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Free Press Sues FCC Over Discrepancy In Net Neutrality Rules 71

Posted by Soulskill
from the give-me-interwebs-or-give-me-death dept.
hypnosec writes "The Free Press has filed a lawsuit against the Federal Communications Commission, challenging the net neutrality rules laid out by the regulator. The lawsuit (PDF), which was filed in the U.S. Court of Appeals for the First Circuit in Boston, claims the rules are different for fixed line and mobile wireless broadband. According to the rules, mobile wireless carriers are not allowed to block voice and other applications that compete with their own services, but other than that, they are free do to what they want."
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Free Press Sues FCC Over Discrepancy In Net Neutrality Rules

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  • by qbast (1265706) on Friday September 30, 2011 @09:17AM (#37566744)
    So the only thing they are not allowed is to block competing services? What about detecting them (by packet inspection) and charging premium rates?
    • by click2005 (921437) *

      Or just lower the QoS... routing data over satellite links instead of terrestrial ones, inserting lag or 'losing' packets.

      There are many ways to make a service unusable without blocking it.

      • by Anonymous Coward

        If you sell a tiered service, as cell network operators do, it's important to make sure your lower-cost tiers suck. If you provide those customers with too good a service, you'll remove the incentive to upgrade so something more expensive.

      • Or just lower the QoS... routing data over satellite links instead of terrestrial ones, inserting lag or 'losing' packets.

        There are many ways to make a service unusable without blocking it.

        Making the service unusable is blocking it, according to the Report & Order, at para. 66:

        We make clear that the no-blocking rule bars broadband providers from impairing or degrading particular content, applications, services, or non-harmful devices so as to render them effectively unusable (subject to reasonable netwo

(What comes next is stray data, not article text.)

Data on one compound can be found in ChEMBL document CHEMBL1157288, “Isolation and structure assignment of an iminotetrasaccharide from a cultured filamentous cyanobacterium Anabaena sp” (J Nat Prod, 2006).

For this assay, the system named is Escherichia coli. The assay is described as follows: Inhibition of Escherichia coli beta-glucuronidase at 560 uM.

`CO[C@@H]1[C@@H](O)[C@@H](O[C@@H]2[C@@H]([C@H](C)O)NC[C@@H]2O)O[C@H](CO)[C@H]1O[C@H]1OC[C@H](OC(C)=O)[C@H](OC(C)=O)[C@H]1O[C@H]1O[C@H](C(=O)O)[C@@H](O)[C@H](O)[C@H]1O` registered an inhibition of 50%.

• Re:Not a problem (Score:5, Interesting)

      by erroneus (253617) on Friday September 30, 2011 @09:36AM (#37566964) Homepage

      No, instead, they raise rates for everything else and discount their own. That's the "fair" way to do it.

      It reminds me of something a particular apartment management company has been doing ( these bastards [apartmentratings.com] ). The law says they cannot charge ridiculous late fees to people and has limited what they can charge for various things. But, the law did not prevent them from offering huge discounts for paying rent "on time" and so that's what they did. But now it's worse than it was before! How? Well, first is the very large effective late fee (which is the loss of $100+ discount + the normal late fee) but then here's the fun part -- these 'discounts' accumulate and they can be made to blow up on you like a giant usurious bomb! So, let's say you need to move because your job is relocating you. Well, you can usually give the customary 30 days notice, but they don't subscribe to that policy... they are more like 60 to 90 day notice is required! And then they want to charge you lease breaking fees which is equal to the remainder of the lease + all discounts previously applied or something like that.